I believe that eliminated Asperger's is a mistake - and eventually be reinstated...  Such a identification shouldn't take away from any attention or support or services to the needs of the ones in the mid to low functioning of the spectrum.  It's very sad that is why that they have done so.  The needs are different but it's there none the less.  A social work that worked with my son and she's high functioning...  she has university degrees, she's married, she has a career (she works with all children with special needs), and she's a mother...  A mother to 2 sons who are also high functioning Autism - her oldest is now in college to become a teacher's aid, so he can work and help children with special needs but Autism especially.  They still have their sensory issues and work hard every day - to not let them get the best of them...  I'm sure not every single time as we're all not perfect.
I know a mother - who is a teacher's aid in my daughter's class last year - her daughter was finally identified - at 16 years old -  around the same time as my son but it done so after she hurt herself because she couldn't take not being the same as others and her sensory issues got the best of her...  It's kids like that that are going to fall through the cracks.  The teen is now fine and thriving...
Here in my city - we have an ER doctor who has Asperger's - and he's the one you want to get as he's just awesome...  I know several other adult that have it as well - all members of society, all with pressures, and yet they succeed.  Some of these adult are just newly identified and it has finally answered alot of their own questions about themselves.

I'm in Canada which has it's own psychological association but it normally keeps most findings similar.  There is a following that would like Canada not to just follow suit but do their own research and studies.  So our struggle here isn't over.


sng
sng

@mrbomb13 @Hieronymous @sng 
also his social skill are lacking for someone his age.  Doesn't get majority of sarcasm.  The world revolves around him.  Even when pouring his milk he's going to fast and spills every where.  
No use crying over spilled milk - and my son is lucky as he has many blessing.  He consistently is learning to be better to adapt and those who want to be around him adapt to him and include him.  It's consistent work and reminding - many good times and many bad times.

We're all perfectly imperfect and perfectly happy  

sng
sng

@mrbomb13 @Hieronymous @sng 
That's thing - they may have Asperger's or PDD-Nos - but they have Autism characteristics.  Like sensory issues to light, sound, touch, taste, smell, body awareness, balance, over need to routine, little or no eye contact, obsessive behaviours as well, and social skills.  Some even have delayed speech   What works on them is the same therapies and the more sever cases as Autism.  If you were to compare brain scans of a sever Autism child, an Asperger's child, and a "normal" child...  you would see that the first 2 sever Autism and Aperger's light up the same way just different brightness.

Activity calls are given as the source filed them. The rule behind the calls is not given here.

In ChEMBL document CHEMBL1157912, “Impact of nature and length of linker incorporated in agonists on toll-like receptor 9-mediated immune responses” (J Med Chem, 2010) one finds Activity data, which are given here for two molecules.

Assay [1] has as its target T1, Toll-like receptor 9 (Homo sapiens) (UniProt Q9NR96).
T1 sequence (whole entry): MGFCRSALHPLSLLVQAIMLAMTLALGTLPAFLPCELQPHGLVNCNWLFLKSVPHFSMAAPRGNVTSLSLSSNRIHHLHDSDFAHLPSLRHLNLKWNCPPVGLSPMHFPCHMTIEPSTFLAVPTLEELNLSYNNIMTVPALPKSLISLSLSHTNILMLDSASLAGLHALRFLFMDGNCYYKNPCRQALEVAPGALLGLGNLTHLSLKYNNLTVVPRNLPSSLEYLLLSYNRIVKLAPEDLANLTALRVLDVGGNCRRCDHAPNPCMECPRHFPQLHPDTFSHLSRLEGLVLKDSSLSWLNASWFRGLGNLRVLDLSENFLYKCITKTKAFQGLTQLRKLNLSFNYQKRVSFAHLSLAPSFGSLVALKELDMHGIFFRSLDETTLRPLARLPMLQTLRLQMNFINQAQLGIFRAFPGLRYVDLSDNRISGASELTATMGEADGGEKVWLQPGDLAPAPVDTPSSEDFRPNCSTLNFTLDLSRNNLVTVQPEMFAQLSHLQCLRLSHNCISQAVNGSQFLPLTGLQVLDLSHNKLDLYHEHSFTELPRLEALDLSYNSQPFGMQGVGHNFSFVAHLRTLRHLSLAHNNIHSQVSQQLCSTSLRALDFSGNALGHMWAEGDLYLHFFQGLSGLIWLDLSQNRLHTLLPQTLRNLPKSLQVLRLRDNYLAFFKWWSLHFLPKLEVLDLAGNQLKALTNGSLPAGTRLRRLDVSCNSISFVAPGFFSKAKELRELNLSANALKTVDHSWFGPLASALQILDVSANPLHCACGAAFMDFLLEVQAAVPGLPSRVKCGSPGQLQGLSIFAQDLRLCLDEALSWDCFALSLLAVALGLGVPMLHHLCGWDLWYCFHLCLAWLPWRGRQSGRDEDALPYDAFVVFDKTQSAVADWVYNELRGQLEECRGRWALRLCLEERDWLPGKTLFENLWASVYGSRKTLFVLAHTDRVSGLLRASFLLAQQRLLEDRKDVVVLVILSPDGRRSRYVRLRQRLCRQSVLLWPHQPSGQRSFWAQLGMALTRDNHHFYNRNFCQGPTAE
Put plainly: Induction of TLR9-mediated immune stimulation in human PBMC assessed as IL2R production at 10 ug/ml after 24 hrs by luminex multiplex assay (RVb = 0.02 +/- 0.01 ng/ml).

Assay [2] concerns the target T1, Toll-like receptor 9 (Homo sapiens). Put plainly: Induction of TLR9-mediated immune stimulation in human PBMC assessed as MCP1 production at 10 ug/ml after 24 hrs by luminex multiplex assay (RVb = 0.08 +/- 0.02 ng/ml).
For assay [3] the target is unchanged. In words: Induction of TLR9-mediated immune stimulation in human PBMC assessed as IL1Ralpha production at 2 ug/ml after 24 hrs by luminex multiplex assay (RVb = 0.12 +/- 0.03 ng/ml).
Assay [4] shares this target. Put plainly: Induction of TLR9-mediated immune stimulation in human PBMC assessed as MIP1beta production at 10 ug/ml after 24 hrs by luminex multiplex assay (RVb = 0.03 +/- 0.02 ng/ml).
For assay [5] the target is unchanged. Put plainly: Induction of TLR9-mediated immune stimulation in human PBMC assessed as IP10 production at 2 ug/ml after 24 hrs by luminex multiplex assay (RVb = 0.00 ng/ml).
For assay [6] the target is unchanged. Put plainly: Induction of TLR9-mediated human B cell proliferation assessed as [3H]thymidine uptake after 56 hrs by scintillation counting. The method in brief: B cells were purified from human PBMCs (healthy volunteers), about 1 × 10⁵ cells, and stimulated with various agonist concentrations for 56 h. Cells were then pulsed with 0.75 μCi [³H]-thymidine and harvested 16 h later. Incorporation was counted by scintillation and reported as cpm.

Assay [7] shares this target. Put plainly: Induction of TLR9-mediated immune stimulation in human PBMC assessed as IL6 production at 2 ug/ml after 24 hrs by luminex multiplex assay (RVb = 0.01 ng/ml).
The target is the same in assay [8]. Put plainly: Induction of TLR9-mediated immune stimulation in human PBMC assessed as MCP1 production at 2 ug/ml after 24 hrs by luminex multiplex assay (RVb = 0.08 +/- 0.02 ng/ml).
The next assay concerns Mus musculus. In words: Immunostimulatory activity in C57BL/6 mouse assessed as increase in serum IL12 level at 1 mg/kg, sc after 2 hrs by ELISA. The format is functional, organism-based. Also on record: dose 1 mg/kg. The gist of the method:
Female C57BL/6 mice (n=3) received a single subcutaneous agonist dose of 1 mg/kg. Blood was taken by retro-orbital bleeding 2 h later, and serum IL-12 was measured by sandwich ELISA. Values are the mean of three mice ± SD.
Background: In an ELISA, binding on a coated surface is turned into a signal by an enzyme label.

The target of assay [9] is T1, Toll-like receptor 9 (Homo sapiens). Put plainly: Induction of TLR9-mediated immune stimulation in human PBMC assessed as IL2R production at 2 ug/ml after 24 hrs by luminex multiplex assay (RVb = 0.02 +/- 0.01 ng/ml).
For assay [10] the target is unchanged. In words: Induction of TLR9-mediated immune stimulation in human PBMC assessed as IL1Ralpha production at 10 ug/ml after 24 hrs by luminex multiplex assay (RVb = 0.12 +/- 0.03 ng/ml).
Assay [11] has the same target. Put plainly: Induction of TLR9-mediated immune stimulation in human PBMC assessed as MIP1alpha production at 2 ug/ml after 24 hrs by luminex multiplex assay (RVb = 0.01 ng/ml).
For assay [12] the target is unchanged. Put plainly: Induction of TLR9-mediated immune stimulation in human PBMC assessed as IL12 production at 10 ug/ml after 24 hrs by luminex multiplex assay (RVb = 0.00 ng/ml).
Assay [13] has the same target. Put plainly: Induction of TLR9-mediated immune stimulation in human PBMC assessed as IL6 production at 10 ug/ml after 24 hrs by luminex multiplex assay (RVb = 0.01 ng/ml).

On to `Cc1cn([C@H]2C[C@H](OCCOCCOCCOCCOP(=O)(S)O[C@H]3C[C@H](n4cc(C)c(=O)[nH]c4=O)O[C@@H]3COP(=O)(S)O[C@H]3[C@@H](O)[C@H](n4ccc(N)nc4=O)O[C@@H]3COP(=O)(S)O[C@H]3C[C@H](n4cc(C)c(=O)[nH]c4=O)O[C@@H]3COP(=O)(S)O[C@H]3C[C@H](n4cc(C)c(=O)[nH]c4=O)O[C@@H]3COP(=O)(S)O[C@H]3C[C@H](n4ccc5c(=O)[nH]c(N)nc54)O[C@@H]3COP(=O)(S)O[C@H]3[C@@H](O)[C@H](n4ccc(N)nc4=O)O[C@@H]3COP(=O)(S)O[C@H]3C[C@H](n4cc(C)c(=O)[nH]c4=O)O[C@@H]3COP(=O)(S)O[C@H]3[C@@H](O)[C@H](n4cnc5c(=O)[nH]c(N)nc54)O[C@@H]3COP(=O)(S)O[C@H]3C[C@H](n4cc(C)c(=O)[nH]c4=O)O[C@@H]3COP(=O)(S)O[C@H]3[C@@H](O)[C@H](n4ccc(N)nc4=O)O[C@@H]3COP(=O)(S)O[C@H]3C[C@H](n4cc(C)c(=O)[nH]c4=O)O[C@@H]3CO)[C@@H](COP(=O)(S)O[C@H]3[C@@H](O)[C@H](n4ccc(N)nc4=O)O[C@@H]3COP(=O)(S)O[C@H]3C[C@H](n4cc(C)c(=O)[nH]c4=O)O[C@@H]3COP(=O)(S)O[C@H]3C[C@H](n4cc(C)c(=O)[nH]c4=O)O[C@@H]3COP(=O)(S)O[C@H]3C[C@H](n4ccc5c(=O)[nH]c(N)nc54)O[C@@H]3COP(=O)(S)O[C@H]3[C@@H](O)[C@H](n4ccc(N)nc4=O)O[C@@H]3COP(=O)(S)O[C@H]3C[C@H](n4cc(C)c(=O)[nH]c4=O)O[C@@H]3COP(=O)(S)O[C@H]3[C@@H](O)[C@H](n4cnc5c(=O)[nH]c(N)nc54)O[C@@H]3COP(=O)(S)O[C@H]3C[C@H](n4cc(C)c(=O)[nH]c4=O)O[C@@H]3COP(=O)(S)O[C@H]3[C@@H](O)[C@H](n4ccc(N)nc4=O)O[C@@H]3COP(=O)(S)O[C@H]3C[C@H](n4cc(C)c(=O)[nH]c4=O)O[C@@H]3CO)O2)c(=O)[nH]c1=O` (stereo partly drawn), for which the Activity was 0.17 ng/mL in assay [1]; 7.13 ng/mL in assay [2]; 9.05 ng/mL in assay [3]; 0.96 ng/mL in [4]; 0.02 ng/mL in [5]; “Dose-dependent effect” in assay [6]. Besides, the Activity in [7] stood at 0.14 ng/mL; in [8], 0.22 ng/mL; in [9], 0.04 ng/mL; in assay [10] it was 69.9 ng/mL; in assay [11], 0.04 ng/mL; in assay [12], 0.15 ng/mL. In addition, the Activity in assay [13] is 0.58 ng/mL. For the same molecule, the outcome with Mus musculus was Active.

My son avoids eye contact, certain foods bothers him, totally dependent on a routine (you have to give him plenty of notice of change and sometimes even them), certain clothes troubles him, he has 2 speeds fast and faster, no balance (@ 13 and still cannot ride a bike), and he chews his tongue - he does a slight arm flap.  

mrbomb13
mrbomb13

@Hieronymous @mrbomb13 @sng 

Actually, I am stating exactly what I said - that "Asperger's Syndrome" will no longer be a recognized as a legitimate psychological diagnosis.

Also, just one point of clarification:  Under this DSM (not DSM-5), "Asperger's Syndrome" is clearly differentiated from "Autism."  Asperger's is only a mild form of Autism.  Those individuals with Autism are generally lower-functioning than those with Asperger's.  Those with autism are generally less sociable, more prone to fixation on individual objects/subjects, and more likely to display "hand-flapping"/"head-banging" behaviors.  Those with Asperger's are characterized as, "active, but odd" (but more sociable than autistics).

Under the DSM-5, it won't matter whether someone exhibits more Asperger's-like or Autistic-like symptoms.  As you said, it will all fall under the Autism Spectrum Disorder umbrella.  It remains to be seen whether that will help or hurt those particular individuals more.

Hieronymous
Hieronymous

@mrbomb13 @sng

I read the article you noted.  It says that Asprger's will not be called out separately but instead will be noted as ASD.   --- "elimination of the separate diagnosis of "Asperger's Disorder" in favor of the umbrella term "autism spectrum disorder..." It seems like you are stating that people with Asperger's will no longer be considered autistic.  I don't believe that is what it is stating.   

teknodum
teknodum

@mrbomb13 @sng  

I completely agree. I too worked with ASD kids ,(SLP/ESE)   You are exactly correct